History of the Historic Old Northeast

“New England style with tropical sensibility” is how the New York Times described the Historic Old Northeast Neighborhood in 2007. Touted as the first residential neighborhood in St. Petersburg, the Old Northeast was developed by Perry Snell and J.C. Hamlett in 1911 from 600 acres of farmland and wilderness north of the growing downtown area.  With the building boom of the early 1900s, the Old Northeast incorporated many architectural styles including Queen Anne, Victorian, Colonial Revival, Spanish Eclectic, Craftsman Bungalow, Prairie, and Mediterranean Revival. Most of the neighborhood building was completed by the 1950’s and 60’s but the majority of the homes especially in the southern portion of the neighborhood were built in the 1920’s and 30’s. Today many of those architectural styles peak out from the canopy of the mature foliage as one turns any corner of the brick-lined neighborhood streets that are ubiquitous in the Old Northeast.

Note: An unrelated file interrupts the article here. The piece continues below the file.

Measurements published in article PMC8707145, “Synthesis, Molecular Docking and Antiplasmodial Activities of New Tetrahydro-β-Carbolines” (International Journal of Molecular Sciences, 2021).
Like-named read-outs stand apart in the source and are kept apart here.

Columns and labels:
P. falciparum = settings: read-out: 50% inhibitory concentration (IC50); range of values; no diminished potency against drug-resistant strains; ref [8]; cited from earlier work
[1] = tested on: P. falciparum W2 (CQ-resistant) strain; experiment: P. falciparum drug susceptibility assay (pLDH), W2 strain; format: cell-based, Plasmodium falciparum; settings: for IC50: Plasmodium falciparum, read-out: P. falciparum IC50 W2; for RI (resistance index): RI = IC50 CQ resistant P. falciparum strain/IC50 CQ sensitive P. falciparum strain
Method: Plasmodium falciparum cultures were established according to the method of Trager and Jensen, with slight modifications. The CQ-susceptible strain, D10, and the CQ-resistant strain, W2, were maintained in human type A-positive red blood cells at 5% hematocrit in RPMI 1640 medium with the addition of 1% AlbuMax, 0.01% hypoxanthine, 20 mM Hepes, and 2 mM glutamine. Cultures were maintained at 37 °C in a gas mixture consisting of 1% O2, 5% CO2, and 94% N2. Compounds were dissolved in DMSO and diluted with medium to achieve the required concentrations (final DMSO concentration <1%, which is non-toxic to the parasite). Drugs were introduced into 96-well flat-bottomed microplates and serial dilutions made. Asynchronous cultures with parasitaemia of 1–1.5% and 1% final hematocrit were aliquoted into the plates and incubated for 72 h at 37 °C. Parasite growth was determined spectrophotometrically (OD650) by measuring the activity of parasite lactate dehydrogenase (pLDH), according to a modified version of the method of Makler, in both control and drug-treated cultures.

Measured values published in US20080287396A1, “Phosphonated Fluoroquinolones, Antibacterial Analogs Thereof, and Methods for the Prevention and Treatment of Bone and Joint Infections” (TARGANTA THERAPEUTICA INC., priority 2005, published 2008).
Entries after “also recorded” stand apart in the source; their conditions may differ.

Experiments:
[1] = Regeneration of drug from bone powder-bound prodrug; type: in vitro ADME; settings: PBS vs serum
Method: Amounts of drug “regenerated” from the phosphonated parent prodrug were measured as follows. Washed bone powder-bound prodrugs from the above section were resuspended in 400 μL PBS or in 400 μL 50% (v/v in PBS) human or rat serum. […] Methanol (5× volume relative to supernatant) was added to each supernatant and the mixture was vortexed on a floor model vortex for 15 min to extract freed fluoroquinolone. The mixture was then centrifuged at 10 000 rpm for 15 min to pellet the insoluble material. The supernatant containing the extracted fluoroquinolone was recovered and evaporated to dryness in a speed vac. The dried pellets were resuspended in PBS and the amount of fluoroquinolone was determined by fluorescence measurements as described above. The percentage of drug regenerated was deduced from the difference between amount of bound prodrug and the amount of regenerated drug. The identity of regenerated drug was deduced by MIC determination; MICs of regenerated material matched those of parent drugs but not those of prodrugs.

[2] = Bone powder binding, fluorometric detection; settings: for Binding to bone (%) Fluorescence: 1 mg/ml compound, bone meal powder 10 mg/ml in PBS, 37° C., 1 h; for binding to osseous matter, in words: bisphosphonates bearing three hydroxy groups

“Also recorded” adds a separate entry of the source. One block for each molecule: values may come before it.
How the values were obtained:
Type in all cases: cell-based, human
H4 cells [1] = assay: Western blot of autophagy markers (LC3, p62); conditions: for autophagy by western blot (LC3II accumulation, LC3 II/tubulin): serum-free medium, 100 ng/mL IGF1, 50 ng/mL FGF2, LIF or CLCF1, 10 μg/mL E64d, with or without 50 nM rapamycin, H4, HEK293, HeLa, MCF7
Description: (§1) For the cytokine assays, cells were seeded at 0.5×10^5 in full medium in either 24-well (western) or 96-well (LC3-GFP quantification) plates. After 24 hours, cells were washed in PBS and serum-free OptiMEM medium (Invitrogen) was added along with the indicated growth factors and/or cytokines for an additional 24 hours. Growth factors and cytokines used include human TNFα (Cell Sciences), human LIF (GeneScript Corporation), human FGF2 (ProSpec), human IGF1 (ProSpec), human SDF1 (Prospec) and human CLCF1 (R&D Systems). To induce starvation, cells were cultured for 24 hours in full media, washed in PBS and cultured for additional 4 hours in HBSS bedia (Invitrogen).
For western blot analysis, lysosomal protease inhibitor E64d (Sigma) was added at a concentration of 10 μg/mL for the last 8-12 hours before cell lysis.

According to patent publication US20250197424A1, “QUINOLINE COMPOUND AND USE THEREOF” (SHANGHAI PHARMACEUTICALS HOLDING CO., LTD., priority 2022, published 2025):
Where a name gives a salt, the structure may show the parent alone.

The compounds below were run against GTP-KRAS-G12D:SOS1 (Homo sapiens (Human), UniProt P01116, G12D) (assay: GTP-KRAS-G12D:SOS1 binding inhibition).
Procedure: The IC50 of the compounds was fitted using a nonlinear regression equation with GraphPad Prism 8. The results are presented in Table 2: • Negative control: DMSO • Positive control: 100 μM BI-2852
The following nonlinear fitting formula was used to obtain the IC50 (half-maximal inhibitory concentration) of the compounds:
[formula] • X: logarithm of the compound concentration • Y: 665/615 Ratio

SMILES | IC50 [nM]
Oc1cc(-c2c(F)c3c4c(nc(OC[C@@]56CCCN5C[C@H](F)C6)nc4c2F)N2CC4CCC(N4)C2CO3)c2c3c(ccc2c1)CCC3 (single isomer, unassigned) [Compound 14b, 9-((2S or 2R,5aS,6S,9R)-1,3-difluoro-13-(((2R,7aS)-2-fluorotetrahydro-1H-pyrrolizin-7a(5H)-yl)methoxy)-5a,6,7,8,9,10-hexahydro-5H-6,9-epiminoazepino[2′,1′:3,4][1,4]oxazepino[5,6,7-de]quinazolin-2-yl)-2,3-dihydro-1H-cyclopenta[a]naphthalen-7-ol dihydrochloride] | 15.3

Florida’s west coast typically attracts Midwestern buyers but over the years the Old Northeast Neighborhood has appealed more and more to buyers from the Northeastern seaboard states. A large neighborhood bounded by 5th Avenue North/Northeast to the south, 4th Street North to the west, 30th Avenue North/Northeast to the north, and Coffee Pot Bayou to the east is home to approximately 10,000 residents in 4,000-5,000 residential households. History, architecture and a quiet lifestyle converge in this pocket of the Burg. Strolling through this unique neighborhood is a must do when visiting St. Petersburg. Manatee may often be seen feeding in the shallow waters of Coffee Pot Bayou and porpoises can be seen in Tampa Bay. The Old Northeast boasts the classic Florida outdoor lifestyle with a large public pool, tennis courts, baseball field, bike trails, parks/sidewalks, and a white sand beach.

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